No to Cannabis: Setback for Research in India as Coastal State of Goa Stops Legal Cultivation

Scientists are promoting the idea that compounds found in cannabis are very effective for pain relief and that research in the field should be given an impetus. Cannabis, coca, and opium are prohibited for any general cultivation, consumption, or possession under the Narcotic Drugs and Psychotropic Substances Act in India.

Research into the medicinal use of cannabis to help in the management of various diseases has received a setback as the chief of India’s coastal state of Goa has turned down a proposal sent by the Indian Institute of Integrated Medicine (IIIM) for legal cultivation of the plant in the state.

Goa state chief Pramod Sawant was quoted by ANI as saying that his government will not allow the legal cultivation and production of cannabis.

The state government had earlier indicated being in favour of the proposal and that a go-ahead was likely to be given. However, the government’s move evoked criticism, and now the state chief’s denial of the proposal has put an end to all speculations regarding its approval. 

This has come as a setback to the medical fraternity in the country, which is pushing various state governments to allow legal cultivation of cannabis to study its beneficial uses in diseases like cancer, sickle cell anaemia, and epilepsy, among others. 

Although general cultivation of cannabis or opium is banned, some states like Uttarakhand, or the union territory of Jammu Kashmir, and Mumbai city (Maharashtra state) have gone ahead with research projects after getting a nod from the central government.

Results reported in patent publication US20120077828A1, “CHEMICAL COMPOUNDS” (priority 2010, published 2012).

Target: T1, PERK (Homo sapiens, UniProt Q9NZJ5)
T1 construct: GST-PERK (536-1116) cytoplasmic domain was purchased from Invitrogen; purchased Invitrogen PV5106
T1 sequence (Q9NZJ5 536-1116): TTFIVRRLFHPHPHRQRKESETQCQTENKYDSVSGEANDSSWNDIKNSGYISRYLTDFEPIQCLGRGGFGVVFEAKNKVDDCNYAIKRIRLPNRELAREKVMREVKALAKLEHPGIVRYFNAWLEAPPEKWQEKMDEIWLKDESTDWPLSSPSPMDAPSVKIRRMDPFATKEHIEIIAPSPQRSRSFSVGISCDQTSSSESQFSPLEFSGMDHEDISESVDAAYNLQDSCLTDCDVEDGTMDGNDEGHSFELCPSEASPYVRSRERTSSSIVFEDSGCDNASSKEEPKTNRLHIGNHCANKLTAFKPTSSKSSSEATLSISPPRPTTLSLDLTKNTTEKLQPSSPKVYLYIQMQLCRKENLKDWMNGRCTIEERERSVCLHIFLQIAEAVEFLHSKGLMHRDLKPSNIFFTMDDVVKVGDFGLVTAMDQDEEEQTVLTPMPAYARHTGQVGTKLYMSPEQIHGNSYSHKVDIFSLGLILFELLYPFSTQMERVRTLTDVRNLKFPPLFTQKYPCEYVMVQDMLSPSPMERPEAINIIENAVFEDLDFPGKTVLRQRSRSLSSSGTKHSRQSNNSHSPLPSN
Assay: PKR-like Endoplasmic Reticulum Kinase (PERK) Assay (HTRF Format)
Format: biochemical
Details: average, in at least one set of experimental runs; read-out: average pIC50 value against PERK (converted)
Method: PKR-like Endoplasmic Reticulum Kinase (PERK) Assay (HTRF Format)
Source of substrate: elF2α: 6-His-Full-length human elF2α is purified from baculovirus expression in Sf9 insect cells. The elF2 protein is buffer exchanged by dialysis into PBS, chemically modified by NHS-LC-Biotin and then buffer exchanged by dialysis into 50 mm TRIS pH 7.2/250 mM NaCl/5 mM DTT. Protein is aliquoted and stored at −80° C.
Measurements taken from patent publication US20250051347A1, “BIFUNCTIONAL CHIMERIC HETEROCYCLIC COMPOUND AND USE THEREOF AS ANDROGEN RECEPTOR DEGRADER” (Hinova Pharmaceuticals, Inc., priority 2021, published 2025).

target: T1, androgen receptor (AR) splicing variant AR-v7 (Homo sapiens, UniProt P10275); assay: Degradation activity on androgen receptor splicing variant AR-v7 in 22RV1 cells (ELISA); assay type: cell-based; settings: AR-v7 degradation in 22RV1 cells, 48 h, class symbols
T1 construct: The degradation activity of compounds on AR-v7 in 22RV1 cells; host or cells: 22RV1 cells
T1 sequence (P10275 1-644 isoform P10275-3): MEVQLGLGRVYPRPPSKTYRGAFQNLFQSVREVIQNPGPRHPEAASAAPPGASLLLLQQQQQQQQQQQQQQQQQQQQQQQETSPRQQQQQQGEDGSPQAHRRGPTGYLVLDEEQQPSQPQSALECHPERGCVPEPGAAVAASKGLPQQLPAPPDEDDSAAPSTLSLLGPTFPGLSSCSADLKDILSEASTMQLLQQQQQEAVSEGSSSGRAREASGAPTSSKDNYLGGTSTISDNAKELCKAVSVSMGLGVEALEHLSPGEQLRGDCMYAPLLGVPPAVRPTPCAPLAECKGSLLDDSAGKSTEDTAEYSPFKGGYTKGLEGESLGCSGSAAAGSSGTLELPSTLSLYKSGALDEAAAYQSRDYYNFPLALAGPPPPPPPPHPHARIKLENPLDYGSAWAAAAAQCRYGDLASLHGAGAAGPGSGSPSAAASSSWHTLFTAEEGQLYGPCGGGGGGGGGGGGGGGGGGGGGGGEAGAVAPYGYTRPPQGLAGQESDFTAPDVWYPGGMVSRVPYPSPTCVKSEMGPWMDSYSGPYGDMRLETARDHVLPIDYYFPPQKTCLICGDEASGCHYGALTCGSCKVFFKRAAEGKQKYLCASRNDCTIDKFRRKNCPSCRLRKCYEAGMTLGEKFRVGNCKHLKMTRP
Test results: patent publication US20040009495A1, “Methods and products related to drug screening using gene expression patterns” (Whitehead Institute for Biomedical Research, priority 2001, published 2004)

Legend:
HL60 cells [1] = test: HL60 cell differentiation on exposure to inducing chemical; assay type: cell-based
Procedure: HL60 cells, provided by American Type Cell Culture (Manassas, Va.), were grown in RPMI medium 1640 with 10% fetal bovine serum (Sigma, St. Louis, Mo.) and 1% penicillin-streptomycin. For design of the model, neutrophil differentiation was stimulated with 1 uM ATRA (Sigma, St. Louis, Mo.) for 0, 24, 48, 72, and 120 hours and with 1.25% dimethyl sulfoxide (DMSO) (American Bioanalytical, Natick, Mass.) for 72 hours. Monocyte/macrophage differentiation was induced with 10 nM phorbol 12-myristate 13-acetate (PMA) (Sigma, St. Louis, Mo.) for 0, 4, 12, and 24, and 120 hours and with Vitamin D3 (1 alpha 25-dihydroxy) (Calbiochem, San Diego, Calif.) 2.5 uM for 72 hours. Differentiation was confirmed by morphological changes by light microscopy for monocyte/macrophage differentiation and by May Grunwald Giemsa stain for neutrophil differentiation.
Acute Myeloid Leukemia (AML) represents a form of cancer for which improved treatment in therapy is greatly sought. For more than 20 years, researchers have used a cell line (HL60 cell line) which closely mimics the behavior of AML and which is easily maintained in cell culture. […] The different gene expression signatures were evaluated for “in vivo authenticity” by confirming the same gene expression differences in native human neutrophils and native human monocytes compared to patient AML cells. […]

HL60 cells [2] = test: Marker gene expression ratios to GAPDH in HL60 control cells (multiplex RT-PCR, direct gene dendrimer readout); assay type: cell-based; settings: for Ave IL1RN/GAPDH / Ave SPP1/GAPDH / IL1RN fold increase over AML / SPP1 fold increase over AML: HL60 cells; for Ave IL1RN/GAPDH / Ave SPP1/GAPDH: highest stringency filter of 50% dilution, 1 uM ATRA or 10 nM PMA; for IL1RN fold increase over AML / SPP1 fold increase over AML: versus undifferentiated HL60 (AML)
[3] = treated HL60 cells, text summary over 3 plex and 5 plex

Dr Dhiraj Vyas, principal scientist heading a cannabis research project at the Indian Institute of Integrative Medicine in Jammu and Kashmir, told Sputnik, “We are doing an umbrella research on development of plant materials, as there is no single variety available”.

“We are looking at its use in cancer, Alzheimer’s disease, pain management in sickle cell anaemia, infectious diseases like tuberculosis”.

Abdul Rahim, another scientist from the IIIM, told Sputnik that the research on cannabis, which is a government initiative, is focused on pain management for cancer and epilepsy.

“We are working on developing a drug in the direction of a similar drug already approved by US Food and Drug Administration for epilepsy. There is a scientific proof that cannabis has medicinal qualities and if you look at Ayurveda (Indian traditional system of medicine) there are many preparations where cannabis is used as a treatment”, Rahim stated.

The research at the IIIM Jammu began after the government gave a license to cultivate limited amounts of cannabis for medicinal purposes in 2017.

Now, the institute, which is a facility of the Council of Scientific and Industrial Research, is running various projects on cannabis with several aspects, including cancer research which is being done in collaboration with the Tata Memorial Centre.

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